With his graduate studies almost complete, Gary came to the San Francisco area and joined the county social services department. He worked with AIDS families with dependent children, and as luck would have it, met a coworker, Patricia Greenacre, whom he married in 1966.
After a field placement in Cincinnati, Ohio, Gary began working for the Office of Economic Opportunity. While his wife was attending San Francisco State University, both he and his wife became involved with racial protests, strikes, and picket actions on the campus, fully experiencing the unrest of the S.I. Hiyakawa days. They hosted strategy meetings in their apartment, met Angela Davis, and attended some Black Panther meetings where, according to Rev. Kelsey, Gary strived to get the different groups who were in the room to understand each other's point of view.
His career at the Department of Social Services focused on the goals of the "War on Poverty." As a community organizer, he went to work in the Bayview Hunters Point District, a predominantly African-American community.
"Gary Eberling never stopped being angry at injustice everywhere, whether racial inequities or worker exploitation," Rev. Kelsey said. "He worked on issues affecting seniors, such as elder abuse. He was always politically involved, from campaigning for Supervisor Tom Ammiano, to working with Senior Action Network (SAN), to union work while he was employed." He also was concerned about environmental issues, and initiated a campaign at the Noe Valley Ministry to make it a more energy-efficient church.
During the 1970s, Mr. Eberling was a member and warden at St. John's Evangelist Episcopalian Church, and later he joined the Noe Valley Ministry. Rev. Kelsey said she remembered his two talks at the Ministry, "one sharing his faith life, another talking about the amazing epiphanies or coincidences that led his life.... I remember Gary's love of Pat and his sons, his eagerness to work on behalf of the community, his friendship and loyalty, and his faith and action."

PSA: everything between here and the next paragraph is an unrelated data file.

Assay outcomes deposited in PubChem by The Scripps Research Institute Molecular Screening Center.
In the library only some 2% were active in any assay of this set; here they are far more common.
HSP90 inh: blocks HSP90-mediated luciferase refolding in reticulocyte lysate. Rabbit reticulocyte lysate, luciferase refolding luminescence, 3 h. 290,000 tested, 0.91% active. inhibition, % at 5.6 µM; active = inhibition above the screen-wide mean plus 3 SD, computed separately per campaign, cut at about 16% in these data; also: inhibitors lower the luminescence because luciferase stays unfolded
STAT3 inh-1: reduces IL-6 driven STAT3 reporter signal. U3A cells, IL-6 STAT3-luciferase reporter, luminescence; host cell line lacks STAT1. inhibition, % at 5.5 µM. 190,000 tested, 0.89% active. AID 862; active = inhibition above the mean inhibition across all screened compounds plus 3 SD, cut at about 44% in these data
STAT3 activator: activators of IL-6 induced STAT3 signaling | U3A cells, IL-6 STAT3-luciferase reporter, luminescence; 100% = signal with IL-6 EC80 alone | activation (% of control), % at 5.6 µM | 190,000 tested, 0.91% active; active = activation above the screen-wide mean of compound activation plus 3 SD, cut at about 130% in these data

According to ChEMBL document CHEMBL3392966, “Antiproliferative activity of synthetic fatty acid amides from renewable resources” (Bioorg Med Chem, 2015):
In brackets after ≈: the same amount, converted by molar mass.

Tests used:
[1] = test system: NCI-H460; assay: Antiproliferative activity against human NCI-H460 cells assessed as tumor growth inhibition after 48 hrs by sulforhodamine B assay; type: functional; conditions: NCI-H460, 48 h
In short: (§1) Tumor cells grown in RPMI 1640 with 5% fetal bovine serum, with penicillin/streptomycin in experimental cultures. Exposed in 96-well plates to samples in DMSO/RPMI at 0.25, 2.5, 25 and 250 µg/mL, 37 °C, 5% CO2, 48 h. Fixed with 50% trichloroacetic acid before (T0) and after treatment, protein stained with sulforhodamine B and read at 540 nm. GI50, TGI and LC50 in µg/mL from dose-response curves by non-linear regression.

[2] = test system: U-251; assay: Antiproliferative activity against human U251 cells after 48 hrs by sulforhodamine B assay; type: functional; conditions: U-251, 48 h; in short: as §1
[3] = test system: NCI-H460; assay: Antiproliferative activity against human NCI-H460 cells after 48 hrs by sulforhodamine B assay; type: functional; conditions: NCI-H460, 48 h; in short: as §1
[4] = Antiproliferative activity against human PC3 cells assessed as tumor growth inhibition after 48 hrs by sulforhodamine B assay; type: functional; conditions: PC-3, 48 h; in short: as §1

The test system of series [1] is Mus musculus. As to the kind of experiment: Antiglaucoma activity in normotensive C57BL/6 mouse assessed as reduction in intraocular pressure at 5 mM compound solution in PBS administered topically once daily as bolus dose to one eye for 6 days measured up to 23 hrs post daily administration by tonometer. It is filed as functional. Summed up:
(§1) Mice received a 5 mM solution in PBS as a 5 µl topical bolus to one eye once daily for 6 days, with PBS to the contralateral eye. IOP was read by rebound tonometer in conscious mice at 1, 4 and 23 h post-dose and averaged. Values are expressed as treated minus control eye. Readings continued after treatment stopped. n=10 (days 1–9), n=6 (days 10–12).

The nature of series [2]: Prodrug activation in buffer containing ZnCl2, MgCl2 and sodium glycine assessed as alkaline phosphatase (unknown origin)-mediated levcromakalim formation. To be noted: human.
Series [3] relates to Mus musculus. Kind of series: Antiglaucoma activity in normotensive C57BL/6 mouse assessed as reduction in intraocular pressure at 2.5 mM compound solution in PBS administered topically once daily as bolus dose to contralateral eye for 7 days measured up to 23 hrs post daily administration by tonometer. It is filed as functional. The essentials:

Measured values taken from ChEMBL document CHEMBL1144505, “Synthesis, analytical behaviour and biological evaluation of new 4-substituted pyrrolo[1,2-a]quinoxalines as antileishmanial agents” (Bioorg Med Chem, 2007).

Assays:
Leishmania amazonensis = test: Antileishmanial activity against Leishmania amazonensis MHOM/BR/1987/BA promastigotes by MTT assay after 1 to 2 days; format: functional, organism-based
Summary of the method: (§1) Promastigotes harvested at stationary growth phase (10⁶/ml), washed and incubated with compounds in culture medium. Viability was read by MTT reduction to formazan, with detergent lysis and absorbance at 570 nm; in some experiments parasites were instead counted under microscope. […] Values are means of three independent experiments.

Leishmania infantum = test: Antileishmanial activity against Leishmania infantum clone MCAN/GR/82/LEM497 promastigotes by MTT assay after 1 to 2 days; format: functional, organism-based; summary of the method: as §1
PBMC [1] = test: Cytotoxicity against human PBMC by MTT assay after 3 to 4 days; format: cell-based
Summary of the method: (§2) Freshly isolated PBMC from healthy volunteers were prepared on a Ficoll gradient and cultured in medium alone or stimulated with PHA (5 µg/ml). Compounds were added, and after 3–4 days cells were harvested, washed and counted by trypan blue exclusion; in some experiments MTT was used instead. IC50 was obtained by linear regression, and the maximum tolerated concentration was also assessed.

At the memorial service, Mr. Eberling's sons Brent and Neil spoke not only of their father's involvement in the community, but also of his strength and guidance in raising his family, and of their parents' marriage. The family shared many ball games, camping trips to Yosemite and the Gold Country, and weekend jaunts to nature settings and Lake Merritt. His sons remembered that he liked to wear vivid colored T-shirts, most of them emblazoned with a social or political message.
Other family members who attended the memorial were Gary's brother Lanny Eberling and Lanny's wife Lura, his cousin Barbara Marlow and her husband Scotty, his nephew Dale Gimlin, his mother-in-law Harriet Greenacre, and nieces and nephews.
My son Minh Jeffrey had the opportunity to meet Mr. Eberling on several occasions, and he fondly remembers his big smile, ruddy complexion, and gentle demeanor.
I will cherish the memory of Mr. Eberling, a soft-speaking, gentle soul, caring and committed, optimistic and hopeful, possessing a contagious sense of humor, and striving and working hard to help his fellow human beings.
Before we all sang the hymn "Amazing Grace," Rev. Kelsey shared with us the words of Dorothy Day, who "expressed the same fire that burned for justice, love, peace, and human kindness that we knew in Gary":
"We have all known the long loneliness, and we have learned that the only solution is love and that love comes with community. There is plenty to do, for each one of us, working on our own hearts, changing our own attitudes, in our own neighborhoods."
Anh Lê serves as the director of Senior University, at Senior Action Network (SAN) in San Francisco.